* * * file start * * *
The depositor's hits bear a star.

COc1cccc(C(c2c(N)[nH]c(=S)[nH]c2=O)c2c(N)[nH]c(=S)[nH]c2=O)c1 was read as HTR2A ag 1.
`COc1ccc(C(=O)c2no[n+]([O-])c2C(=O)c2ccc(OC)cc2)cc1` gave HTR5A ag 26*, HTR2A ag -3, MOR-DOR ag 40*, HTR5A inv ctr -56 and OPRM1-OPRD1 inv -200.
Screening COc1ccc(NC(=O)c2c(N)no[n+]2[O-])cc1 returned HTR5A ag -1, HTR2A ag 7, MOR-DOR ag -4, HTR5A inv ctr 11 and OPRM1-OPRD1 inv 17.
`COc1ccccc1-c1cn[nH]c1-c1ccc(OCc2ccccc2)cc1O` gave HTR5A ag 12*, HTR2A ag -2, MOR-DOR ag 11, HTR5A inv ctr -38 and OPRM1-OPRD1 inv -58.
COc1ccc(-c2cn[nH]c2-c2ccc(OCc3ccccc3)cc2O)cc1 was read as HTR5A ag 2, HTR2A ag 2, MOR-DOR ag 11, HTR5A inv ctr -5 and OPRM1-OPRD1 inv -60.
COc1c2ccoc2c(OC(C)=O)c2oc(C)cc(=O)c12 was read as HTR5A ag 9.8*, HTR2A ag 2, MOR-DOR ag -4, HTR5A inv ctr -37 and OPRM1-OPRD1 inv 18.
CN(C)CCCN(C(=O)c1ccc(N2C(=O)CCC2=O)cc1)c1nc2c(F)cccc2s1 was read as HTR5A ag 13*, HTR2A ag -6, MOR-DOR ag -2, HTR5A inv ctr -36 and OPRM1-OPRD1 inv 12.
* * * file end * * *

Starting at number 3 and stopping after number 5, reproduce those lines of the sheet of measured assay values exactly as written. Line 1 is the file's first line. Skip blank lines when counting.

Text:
`COc1ccc(C(=O)c2no[n+]([O-])c2C(=O)c2ccc(OC)cc2)cc1` gave HTR5A ag 26*, HTR2A ag -3, MOR-DOR ag 40*, HTR5A inv ctr -56 and OPRM1-OPRD1 inv -200.
Screening COc1ccc(NC(=O)c2c(N)no[n+]2[O-])cc1 returned HTR5A ag -1, HTR2A ag 7, MOR-DOR ag -4, HTR5A inv ctr 11 and OPRM1-OPRD1 inv 17.
`COc1ccccc1-c1cn[nH]c1-c1ccc(OCc2ccccc2)cc1O` gave HTR5A ag 12*, HTR2A ag -2, MOR-DOR ag 11, HTR5A inv ctr -38 and OPRM1-OPRD1 inv -58.